Blood transfusion in geriatric patients who underwent orthopaedic surgery: a prospective study
© BioMed Central Ltd 2005
Published: 9 June 2005
Our hypothesis is that older patients more often receive packed red blood cells, motivated for comorbidity.
During a 4-year period (2001–2004) we collected data on 1064 patients admitted to an ICU of an orthopaedic surgery hospital. We analyzed the use of packages of red blood cells (PRBC), the quantity of packages, and comorbidities. We excluded patients that received more than 4 PRBC.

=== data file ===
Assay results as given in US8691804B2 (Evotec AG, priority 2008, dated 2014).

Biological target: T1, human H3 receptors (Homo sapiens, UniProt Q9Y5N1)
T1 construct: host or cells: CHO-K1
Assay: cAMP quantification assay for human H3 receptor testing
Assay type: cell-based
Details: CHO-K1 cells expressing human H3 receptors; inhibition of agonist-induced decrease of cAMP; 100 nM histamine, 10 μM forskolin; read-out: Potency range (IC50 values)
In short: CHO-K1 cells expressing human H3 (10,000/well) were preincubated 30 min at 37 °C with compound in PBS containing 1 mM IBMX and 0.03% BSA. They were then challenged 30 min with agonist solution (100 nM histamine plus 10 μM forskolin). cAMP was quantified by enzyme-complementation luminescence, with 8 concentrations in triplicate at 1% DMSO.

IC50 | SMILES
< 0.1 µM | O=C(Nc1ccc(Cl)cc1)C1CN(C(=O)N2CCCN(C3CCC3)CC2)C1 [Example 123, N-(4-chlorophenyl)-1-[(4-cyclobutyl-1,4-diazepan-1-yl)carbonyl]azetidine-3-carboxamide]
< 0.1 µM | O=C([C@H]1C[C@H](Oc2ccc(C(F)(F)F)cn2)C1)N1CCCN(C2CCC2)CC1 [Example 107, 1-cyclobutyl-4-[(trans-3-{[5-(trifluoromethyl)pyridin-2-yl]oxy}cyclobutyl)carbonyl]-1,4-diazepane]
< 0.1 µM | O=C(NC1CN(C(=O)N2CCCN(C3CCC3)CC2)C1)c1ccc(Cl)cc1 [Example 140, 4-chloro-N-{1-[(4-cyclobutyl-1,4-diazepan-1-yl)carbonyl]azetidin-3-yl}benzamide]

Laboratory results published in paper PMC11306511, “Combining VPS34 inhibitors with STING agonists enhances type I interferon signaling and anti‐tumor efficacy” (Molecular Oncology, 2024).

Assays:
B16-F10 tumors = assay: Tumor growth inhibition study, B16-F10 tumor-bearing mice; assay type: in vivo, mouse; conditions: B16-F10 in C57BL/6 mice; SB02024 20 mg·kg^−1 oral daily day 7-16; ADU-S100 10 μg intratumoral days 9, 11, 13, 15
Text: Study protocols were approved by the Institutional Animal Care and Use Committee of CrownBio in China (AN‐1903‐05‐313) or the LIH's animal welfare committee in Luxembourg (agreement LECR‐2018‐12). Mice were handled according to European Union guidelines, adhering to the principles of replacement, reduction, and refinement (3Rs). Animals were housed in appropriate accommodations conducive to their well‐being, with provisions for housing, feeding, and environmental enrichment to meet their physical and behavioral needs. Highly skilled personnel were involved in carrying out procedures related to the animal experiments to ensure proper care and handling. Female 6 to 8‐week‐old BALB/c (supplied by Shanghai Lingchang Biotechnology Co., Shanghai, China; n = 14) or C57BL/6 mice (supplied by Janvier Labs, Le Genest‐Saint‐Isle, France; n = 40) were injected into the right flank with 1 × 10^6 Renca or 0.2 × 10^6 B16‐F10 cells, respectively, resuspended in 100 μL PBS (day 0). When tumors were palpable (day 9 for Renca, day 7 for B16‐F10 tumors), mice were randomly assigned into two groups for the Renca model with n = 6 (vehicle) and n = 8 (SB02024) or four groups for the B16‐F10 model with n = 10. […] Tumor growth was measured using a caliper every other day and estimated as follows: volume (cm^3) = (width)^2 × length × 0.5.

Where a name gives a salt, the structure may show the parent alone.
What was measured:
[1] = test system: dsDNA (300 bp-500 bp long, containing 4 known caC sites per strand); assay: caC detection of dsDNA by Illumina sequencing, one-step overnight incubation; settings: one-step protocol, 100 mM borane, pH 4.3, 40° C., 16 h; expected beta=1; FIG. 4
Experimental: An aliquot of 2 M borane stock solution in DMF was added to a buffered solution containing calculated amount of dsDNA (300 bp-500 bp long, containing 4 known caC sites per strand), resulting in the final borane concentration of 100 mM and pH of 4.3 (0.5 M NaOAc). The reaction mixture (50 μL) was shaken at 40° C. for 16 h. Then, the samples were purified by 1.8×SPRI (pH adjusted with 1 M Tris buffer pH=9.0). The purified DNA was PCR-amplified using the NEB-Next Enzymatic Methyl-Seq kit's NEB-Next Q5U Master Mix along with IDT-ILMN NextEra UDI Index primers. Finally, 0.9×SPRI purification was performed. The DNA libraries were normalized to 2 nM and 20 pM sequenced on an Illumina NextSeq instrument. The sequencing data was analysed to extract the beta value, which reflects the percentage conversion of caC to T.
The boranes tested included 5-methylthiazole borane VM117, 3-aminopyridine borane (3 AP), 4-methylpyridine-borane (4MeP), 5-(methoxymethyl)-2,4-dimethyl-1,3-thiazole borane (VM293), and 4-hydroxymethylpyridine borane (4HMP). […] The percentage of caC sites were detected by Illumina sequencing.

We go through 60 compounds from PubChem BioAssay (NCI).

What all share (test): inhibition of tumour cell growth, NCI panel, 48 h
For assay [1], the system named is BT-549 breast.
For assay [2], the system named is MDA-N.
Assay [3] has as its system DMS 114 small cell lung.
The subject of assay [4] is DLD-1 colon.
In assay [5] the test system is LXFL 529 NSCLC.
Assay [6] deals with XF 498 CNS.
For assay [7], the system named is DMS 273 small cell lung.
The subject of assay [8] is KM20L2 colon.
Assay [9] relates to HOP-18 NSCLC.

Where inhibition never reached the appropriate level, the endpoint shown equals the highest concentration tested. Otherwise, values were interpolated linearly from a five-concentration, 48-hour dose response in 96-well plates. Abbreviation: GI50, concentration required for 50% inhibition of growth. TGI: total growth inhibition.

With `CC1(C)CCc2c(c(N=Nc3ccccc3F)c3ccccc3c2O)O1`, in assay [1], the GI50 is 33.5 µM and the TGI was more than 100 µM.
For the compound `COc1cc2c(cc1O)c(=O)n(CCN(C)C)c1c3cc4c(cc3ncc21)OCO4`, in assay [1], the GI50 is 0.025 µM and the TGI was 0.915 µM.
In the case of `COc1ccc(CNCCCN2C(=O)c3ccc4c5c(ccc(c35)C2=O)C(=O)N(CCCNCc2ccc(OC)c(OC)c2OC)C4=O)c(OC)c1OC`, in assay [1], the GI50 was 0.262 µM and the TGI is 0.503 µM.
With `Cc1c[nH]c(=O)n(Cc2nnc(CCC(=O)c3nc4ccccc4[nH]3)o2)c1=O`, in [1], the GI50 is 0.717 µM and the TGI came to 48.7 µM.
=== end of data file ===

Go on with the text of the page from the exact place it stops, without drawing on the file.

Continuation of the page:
The percentage of patients that received PRBC progressively increases from patients in their sixties to their nineties (r = 0.99): <65 years, 30.6%; 65–69 years, 20.7%; 70–79 years, 33.2%; 80–89 years, 45.3%; 90 years or more, 64.7%. There was no increase in the number of packages as the age advances: <65 years, 1.81 packs; 65–69 years, 1.83; 70–79 years, 1.93; 80–89 years, 1.9; 90 years or more, 2.18. No difference was found in the postoperative hematocrit: <65 years, 33.1%; 65–69 years, 33.6%; 70–79 years, 34.8%; 80–89 years, 32.4%; 90 years or more, 32.9%. We did not find any relationship of the use of PRBC and cardiovascular comorbidities (χ2 = 0.35; P > 0.05).
There was a positive correlation between age and necessity of hemotransfusion in the postoperative period of orthopedic surgeries, but it was not correlated to the cardiovascular comorbidity.